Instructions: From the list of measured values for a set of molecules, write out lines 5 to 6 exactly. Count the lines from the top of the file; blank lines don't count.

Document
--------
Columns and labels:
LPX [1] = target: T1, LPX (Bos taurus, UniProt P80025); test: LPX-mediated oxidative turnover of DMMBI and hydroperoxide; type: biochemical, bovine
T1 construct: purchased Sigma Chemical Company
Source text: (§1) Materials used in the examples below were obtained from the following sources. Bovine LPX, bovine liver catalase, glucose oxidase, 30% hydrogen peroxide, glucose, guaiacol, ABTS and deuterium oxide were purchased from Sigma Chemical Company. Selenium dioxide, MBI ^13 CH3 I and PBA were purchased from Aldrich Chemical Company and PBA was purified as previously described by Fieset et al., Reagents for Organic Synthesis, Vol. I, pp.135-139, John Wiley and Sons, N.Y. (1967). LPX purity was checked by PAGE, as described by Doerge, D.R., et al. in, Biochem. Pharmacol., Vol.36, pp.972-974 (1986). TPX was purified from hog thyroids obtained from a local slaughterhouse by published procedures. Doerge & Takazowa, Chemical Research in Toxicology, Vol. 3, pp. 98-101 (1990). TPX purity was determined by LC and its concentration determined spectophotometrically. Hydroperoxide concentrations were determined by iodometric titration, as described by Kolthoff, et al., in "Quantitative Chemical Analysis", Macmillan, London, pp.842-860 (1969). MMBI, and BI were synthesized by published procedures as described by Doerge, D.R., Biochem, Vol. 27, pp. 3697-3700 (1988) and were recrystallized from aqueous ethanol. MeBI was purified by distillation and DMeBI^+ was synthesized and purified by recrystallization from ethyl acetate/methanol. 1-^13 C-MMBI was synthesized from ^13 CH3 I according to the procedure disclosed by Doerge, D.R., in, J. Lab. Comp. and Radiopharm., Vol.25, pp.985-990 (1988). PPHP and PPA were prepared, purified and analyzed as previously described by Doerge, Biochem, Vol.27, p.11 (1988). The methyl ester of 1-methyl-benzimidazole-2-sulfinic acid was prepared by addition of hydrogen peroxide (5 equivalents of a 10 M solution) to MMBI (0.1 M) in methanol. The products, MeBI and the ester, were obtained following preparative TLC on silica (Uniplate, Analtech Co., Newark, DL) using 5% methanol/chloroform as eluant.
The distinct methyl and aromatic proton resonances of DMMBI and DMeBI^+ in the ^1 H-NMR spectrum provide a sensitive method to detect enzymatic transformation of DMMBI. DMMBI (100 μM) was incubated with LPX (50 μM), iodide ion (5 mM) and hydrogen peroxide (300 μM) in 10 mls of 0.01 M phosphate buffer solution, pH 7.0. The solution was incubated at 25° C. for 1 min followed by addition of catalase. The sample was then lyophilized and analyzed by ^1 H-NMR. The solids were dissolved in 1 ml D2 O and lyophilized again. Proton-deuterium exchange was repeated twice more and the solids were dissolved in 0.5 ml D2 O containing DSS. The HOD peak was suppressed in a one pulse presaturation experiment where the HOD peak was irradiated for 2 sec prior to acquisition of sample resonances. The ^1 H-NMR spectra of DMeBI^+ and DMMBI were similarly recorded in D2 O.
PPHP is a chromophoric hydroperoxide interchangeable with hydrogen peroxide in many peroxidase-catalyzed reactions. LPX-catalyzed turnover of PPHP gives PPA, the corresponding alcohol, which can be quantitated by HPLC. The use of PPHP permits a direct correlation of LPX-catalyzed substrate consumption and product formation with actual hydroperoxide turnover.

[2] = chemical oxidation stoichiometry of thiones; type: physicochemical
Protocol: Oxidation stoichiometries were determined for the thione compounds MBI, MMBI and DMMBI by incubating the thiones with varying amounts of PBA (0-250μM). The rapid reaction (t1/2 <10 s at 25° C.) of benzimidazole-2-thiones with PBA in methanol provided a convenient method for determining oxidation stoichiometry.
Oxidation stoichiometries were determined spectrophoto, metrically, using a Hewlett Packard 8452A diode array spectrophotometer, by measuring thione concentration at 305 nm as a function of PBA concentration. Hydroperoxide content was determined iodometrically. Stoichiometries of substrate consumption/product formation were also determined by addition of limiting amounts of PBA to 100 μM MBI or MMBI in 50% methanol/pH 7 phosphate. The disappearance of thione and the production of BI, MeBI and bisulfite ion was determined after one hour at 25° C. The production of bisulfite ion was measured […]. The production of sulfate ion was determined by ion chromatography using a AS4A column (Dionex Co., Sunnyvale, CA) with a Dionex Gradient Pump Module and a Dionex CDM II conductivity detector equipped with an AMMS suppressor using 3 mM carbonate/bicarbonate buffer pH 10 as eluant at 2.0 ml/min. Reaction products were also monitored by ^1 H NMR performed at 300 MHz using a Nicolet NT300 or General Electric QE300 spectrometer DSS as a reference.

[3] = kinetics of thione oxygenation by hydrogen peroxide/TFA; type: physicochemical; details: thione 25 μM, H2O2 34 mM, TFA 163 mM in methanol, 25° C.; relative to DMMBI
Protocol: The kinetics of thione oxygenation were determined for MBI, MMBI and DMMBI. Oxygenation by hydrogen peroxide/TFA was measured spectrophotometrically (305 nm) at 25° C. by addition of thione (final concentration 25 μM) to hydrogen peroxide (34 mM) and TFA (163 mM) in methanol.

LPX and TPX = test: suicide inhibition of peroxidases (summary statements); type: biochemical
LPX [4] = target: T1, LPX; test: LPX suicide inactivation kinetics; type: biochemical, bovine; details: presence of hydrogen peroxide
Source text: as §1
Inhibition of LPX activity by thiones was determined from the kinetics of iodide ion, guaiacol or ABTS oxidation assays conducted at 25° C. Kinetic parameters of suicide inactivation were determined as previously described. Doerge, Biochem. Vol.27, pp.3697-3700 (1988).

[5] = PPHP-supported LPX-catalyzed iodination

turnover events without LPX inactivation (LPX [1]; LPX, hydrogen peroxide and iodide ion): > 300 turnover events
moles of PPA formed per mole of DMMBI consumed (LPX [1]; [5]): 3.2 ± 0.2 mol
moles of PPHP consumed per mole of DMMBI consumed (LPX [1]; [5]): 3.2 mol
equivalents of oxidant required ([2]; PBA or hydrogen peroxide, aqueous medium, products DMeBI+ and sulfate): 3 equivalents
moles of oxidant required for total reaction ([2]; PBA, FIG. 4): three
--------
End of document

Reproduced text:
The distinct methyl and aromatic proton resonances of DMMBI and DMeBI^+ in the ^1 H-NMR spectrum provide a sensitive method to detect enzymatic transformation of DMMBI. DMMBI (100 μM) was incubated with LPX (50 μM), iodide ion (5 mM) and hydrogen peroxide (300 μM) in 10 mls of 0.01 M phosphate buffer solution, pH 7.0. The solution was incubated at 25° C. for 1 min followed by addition of catalase. The sample was then lyophilized and analyzed by ^1 H-NMR. The solids were dissolved in 1 ml D2 O and lyophilized again. Proton-deuterium exchange was repeated twice more and the solids were dissolved in 0.5 ml D2 O containing DSS. The HOD peak was suppressed in a one pulse presaturation experiment where the HOD peak was irradiated for 2 sec prior to acquisition of sample resonances. The ^1 H-NMR spectra of DMeBI^+ and DMMBI were similarly recorded in D2 O.
PPHP is a chromophoric hydroperoxide interchangeable with hydrogen peroxide in many peroxidase-catalyzed reactions. LPX-catalyzed turnover of PPHP gives PPA, the corresponding alcohol, which can be quantitated by HPLC. The use of PPHP permits a direct correlation of LPX-catalyzed substrate consumption and product formation with actual hydroperoxide turnover.